Portion Distortion

An upward shift in the size and calorie count of a serving of a particular food served to the general public, especially in fast-food restaurants
Segen's Medical Dictionary. © 2012 Farlex, Inc. All rights reserved.
References in periodicals archive ?
(And let's give it up for The Cheesecake Factory, a perennial winner, making it a kind of Meryl Streep for portion distortion.)
Get clued into "portion distortion," because often food we eat as a single portion contains several servings (particularly when we eat out), and we end up consuming far more calories than we realize.
When we view oversized portions of food as normal, this can be called "portion distortion." It is important to get children accustomed to accurate portion sizes in order to help them maintain healthy eating habits.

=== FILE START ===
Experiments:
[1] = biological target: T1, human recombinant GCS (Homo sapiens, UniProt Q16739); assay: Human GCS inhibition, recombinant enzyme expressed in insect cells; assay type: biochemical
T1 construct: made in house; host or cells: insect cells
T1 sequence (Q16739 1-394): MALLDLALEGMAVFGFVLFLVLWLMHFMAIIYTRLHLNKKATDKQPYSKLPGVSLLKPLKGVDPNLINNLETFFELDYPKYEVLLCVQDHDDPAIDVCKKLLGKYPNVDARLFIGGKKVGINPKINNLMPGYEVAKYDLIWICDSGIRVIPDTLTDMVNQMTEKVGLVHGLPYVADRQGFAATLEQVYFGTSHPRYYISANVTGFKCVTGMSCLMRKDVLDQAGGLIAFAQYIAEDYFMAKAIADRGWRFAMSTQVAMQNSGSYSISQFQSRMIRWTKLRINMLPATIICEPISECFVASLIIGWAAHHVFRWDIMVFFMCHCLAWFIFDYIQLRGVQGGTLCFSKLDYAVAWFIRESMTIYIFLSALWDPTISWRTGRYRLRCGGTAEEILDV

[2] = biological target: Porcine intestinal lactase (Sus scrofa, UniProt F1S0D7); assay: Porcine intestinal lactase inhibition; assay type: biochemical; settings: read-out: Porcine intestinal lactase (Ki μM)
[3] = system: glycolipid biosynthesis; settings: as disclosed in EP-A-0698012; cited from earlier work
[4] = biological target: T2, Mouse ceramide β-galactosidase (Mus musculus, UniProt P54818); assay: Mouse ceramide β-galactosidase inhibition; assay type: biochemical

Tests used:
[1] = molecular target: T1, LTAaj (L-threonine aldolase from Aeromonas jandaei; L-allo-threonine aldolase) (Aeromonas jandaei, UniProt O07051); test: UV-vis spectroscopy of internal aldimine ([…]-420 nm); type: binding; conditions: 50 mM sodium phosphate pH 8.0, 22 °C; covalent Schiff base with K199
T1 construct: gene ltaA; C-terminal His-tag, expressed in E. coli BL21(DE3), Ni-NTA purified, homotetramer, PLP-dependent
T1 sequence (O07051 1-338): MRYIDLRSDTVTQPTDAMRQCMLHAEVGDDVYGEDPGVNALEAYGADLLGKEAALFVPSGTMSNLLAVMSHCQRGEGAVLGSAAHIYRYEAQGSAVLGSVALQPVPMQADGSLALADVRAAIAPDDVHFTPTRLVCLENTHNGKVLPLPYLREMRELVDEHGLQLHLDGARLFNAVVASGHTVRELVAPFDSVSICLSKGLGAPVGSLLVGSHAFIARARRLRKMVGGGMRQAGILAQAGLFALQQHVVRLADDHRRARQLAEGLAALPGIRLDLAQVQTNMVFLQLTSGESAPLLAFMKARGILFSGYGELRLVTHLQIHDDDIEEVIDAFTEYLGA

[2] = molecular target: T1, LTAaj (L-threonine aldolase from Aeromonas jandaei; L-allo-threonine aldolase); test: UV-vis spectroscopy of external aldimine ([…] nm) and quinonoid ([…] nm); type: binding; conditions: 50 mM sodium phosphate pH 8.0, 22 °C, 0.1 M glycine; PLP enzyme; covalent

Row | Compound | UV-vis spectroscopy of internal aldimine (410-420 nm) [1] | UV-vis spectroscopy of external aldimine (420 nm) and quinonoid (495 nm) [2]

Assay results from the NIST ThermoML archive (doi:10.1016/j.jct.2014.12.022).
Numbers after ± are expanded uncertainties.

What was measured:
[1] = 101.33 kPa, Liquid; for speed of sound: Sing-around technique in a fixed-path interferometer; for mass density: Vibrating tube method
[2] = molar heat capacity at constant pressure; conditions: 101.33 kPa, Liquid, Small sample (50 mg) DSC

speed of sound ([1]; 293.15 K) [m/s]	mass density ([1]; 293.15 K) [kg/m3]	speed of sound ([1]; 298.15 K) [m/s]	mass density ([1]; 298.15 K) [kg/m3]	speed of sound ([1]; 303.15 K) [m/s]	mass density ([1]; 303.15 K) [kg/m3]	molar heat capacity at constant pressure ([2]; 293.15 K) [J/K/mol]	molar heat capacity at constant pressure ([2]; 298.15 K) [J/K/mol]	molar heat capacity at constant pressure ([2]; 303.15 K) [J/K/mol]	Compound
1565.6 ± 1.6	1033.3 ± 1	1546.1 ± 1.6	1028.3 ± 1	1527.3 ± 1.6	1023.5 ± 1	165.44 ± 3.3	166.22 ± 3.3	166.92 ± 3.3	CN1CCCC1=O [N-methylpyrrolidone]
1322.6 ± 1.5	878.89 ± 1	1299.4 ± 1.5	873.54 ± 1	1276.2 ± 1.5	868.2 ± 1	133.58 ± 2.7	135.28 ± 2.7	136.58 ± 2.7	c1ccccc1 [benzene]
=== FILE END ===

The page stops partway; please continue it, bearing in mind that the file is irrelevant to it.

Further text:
The British Heart Foundation's Portion Distortion report compared the portion sizes of 245 products sold now with the portion sizes listed in a 1993 government publication showing "typical weights and portions sizes of foods eaten in Britain".
She blamed restaurants for portion distortion. "If you eat what restaurants serve, you will end up like two-thirds of Americans, overweight or obese,'' she said.
Chase stated that one of the largest contributors to obesity in the US is the supersizing of portions, otherwise known as portion distortion. According to her, portion sizes served in many American restaurants have increased by more than 35% in the last 20 years and said that governments and healthcare organisations must join together to address the source of the problem and not just focus on the problem's symptoms.
To beat portion distortion go for a small filter coffee or a skinny latte.
She warned about "portion distortion," because the size of foods such as hamburgers and fries are much bigger now than they were decades ago.
For a reality check, visit the National Heart Lung and Blood Institute's website on portion distortion (http://www.nhlbi.nih.gov/health/ public/heart/obesity/wecan/eat-right/distortion.htm).
Serving size labelling aims to address "portion distortion", a phenomenon whereby individuals perceive large portion sizes as appropriate amounts to eat at a single eating occasion.